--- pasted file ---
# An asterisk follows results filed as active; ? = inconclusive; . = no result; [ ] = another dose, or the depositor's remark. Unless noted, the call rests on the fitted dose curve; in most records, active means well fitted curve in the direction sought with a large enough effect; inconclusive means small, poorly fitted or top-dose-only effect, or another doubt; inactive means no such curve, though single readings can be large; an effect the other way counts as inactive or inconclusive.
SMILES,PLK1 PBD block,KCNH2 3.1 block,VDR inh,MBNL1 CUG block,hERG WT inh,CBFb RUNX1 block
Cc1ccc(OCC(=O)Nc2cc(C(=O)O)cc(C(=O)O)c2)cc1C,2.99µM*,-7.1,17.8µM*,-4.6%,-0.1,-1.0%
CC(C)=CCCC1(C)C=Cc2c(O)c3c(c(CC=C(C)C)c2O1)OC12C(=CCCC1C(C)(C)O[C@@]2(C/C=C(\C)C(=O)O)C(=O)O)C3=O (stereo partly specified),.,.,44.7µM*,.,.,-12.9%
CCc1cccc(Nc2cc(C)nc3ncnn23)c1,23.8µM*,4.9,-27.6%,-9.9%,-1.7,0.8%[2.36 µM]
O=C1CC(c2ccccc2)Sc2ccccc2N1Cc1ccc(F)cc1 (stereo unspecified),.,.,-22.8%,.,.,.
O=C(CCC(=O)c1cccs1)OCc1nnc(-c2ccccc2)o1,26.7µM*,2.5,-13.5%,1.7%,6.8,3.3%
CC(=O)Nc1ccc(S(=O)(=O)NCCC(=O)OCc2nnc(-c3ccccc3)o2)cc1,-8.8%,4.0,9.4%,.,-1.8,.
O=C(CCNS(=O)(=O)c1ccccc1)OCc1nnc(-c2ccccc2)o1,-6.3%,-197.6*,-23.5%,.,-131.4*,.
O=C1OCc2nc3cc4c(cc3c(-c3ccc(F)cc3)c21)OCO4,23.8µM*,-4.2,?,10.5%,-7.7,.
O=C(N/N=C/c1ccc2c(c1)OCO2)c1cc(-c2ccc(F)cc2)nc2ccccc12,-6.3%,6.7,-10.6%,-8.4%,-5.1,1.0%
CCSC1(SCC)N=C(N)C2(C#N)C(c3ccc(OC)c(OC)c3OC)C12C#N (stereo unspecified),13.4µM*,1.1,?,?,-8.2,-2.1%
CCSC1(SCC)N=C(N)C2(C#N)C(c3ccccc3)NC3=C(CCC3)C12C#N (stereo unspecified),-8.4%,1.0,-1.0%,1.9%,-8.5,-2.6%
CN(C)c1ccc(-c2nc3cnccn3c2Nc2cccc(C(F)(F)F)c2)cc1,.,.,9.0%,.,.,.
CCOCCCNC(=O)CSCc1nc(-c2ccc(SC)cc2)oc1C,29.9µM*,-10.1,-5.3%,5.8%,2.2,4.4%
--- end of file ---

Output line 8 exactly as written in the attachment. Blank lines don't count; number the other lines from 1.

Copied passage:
CC(=O)Nc1ccc(S(=O)(=O)NCCC(=O)OCc2nnc(-c3ccccc3)o2)cc1,-8.8%,4.0,9.4%,.,-1.8,.